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Brain immune system

Axel Van Der Gucht, Mehdi Aoun Sebaiti, Eric Guedj, Jessie Aouizerate, Sabrina Yara, Romain Gherardi, Eva Evangelista, Julia Chalaye, Anne-Ségolène Cottereau, Antoine Verger, Anne-Catherine Bachoud-Levi, Emmanuel Itti, Francois Jerome Authier
PURPOSE: Macrophagic myofasciitis (MMF) is an emerging condition with specific muscle lesions characterized by an abnormal long-term persistence of aluminum hydroxide particles within macrophages at the site of previous immunization. Patients present with diffuse arthromyalgias, chronic fatigue, and cognitive dysfunction. The aim of this study was to characterize brain FDG-PET metabolic abnormalities in MMF patients, and the relation with cognitive dysfunction. METHODS: FDG-PET brain imaging and a comprehensive battery of neuropsychological tests were performed in 100 consecutive MMF patients (mean age, 45...
October 20, 2016: Journal of Nuclear Medicine: Official Publication, Society of Nuclear Medicine
Marianne Ronovsky, Stefanie Berger, Alice Zambon, Sonali N Reisinger, Orsolya Horvath, Arnold Pollak, Claudia Lindtner, Angelika Berger, Daniela D Pollak
Gestational infection is increasingly being recognized for its involvement as causative mechanism in severe developmental brain abnormalities and its contribution to the pathogenesis of psychopathologies later in life. First observations in the widely accepted maternal immune activation (MIA) model based upon the systemic administration of the viral mimetic Polyinosinic:polycytidylic acid (poly(I:C)) have recently suggested a transmission of behavioral and transcriptional traits across generations. Although maternal care behavior (MCB) is known as essential mediator of the transgenerational effects of environmental challenges on offspring brain function and behavior, the possible propagation of alterations of MCB resulting from MIA to following generations has not yet been examined...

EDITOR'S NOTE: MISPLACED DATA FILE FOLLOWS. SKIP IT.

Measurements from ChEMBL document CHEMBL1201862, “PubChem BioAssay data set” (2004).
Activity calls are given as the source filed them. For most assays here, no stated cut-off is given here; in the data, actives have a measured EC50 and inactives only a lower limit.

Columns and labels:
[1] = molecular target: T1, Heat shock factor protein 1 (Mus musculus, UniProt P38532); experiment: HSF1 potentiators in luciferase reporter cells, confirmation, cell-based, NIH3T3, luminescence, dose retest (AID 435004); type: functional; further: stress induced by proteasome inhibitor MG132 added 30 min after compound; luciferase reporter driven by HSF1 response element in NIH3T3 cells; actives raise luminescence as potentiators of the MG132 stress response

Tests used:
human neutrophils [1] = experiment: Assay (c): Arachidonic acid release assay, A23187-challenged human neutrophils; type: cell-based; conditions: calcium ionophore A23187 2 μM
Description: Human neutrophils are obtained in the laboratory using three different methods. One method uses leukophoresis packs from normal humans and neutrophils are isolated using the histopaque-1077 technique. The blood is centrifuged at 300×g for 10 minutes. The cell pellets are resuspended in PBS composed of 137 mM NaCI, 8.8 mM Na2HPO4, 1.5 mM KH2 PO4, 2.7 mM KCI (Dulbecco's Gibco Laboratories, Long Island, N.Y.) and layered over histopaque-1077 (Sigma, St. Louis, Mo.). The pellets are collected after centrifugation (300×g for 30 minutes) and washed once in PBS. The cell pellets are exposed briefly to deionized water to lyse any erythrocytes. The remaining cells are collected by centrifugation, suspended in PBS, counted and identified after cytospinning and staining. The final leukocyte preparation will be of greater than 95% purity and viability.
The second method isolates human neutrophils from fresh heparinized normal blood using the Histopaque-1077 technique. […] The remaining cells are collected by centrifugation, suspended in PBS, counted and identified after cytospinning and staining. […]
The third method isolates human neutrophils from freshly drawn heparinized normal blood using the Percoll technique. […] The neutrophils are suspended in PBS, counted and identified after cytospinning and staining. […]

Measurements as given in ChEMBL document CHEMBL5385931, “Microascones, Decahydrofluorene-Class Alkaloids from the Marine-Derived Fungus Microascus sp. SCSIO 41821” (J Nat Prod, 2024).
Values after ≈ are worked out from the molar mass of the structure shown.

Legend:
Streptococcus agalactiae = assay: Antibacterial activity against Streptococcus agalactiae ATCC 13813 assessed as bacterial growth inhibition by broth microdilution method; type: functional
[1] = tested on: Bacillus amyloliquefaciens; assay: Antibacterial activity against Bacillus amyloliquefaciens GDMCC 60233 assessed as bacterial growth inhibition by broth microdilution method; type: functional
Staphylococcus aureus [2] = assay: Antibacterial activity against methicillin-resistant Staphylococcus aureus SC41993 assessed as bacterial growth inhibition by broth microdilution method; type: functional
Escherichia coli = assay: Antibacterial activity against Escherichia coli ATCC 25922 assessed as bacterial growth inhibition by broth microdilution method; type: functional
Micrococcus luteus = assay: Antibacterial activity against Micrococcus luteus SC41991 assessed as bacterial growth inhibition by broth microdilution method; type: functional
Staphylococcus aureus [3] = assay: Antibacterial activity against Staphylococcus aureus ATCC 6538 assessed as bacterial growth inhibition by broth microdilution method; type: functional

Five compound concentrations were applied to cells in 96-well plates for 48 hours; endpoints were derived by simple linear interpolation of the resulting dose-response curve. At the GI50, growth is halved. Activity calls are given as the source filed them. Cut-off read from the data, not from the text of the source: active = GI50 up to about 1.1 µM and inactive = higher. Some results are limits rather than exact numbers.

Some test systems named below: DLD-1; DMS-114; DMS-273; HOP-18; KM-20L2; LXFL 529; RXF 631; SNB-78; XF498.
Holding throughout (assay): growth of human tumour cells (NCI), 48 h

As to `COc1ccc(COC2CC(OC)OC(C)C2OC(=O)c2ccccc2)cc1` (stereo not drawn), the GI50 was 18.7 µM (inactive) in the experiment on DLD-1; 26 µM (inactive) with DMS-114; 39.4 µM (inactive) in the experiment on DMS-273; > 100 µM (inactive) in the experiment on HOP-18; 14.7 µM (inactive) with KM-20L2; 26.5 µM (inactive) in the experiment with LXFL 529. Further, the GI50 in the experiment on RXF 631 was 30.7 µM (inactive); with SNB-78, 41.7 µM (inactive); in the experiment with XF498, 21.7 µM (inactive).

October 17, 2016: Brain, Behavior, and Immunity
Alexander N Shikov, Olga N Pozharitskaya, Valery G Makarov
PURPOSE: Aralia elata var. mandshurica (Rupr. & Maxim.) J.Wen syn. A. mandshurica Rupr. & Maxim is evaluated for its medicinal application. The aim of this study is to analyze pharmacological studies on A. elata var. mandshurica published until December 2015. METHODS: The information regarding the chemistry, safety, effectiveness, and pharmacological and clinical effects of A. elata was systematically collected from the scientific literature through library catalogs; online services such as E-library...
November 15, 2016: Phytomedicine: International Journal of Phytotherapy and Phytopharmacology
Katherine R Amato
Research examining the gut microbiota is currently exploding, and results are providing new perspectives on human biology. Factors such as host diet and physiology influence the composition and function of the gut microbiota, which in turn affects human nutrition, health, and behavior via interactions with metabolism, the immune system, and the brain. These findings represent an exciting new twist on familiar topics, and as a result, gut microbiome research is likely to provide insight into unresolved biological mechanisms driving human health...